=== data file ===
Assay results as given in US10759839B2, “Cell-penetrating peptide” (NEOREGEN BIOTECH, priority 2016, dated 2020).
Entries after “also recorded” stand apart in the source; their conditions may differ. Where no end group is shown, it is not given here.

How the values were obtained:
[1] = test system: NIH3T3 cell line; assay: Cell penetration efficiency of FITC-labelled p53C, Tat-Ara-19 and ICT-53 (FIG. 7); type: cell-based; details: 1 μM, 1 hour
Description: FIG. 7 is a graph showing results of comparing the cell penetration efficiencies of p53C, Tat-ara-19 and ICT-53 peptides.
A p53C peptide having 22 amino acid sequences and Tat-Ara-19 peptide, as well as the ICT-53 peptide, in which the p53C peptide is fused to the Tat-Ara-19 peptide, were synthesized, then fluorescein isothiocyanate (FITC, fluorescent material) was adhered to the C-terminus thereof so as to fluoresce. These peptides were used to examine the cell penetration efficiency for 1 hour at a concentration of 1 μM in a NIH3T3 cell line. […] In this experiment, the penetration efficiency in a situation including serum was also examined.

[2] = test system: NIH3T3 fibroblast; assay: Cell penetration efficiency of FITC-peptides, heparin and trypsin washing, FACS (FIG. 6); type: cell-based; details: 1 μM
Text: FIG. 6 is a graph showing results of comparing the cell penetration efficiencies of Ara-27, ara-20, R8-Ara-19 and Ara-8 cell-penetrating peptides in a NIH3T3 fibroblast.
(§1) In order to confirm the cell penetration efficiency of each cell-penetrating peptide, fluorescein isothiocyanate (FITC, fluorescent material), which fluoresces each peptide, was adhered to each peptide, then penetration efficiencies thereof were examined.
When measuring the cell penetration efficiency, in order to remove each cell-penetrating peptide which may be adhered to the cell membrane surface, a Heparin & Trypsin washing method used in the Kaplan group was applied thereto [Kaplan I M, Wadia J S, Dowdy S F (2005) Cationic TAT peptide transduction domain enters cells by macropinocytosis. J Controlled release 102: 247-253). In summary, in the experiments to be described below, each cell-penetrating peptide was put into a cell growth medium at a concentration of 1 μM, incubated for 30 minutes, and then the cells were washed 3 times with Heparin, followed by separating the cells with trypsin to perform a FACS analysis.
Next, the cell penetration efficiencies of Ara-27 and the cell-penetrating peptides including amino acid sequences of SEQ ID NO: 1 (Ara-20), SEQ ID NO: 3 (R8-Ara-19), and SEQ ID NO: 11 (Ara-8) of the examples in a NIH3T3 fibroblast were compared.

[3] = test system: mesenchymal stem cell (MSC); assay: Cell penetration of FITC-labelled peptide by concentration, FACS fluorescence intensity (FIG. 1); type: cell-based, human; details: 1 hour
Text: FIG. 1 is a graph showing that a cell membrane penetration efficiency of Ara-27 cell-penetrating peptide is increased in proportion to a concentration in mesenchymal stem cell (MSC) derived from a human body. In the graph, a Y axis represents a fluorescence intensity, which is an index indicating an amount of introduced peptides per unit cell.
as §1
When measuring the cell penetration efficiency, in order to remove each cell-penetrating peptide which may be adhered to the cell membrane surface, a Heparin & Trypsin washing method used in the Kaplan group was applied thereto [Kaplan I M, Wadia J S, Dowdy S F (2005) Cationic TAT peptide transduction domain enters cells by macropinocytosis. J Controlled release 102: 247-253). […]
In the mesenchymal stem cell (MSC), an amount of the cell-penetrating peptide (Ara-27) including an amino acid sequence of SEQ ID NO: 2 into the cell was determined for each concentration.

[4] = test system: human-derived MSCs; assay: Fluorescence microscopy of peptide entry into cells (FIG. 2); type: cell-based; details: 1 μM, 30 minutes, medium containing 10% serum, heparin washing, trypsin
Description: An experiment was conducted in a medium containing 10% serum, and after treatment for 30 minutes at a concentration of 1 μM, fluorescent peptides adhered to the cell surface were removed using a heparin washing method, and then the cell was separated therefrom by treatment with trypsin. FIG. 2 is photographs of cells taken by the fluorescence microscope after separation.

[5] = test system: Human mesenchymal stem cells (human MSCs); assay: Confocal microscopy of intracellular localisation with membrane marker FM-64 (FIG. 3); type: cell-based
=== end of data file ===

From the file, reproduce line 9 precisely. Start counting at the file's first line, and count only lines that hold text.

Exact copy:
(§1) In order to confirm the cell penetration efficiency of each cell-penetrating peptide, fluorescein isothiocyanate (FITC, fluorescent material), which fluoresces each peptide, was adhered to each peptide, then penetration efficiencies thereof were examined.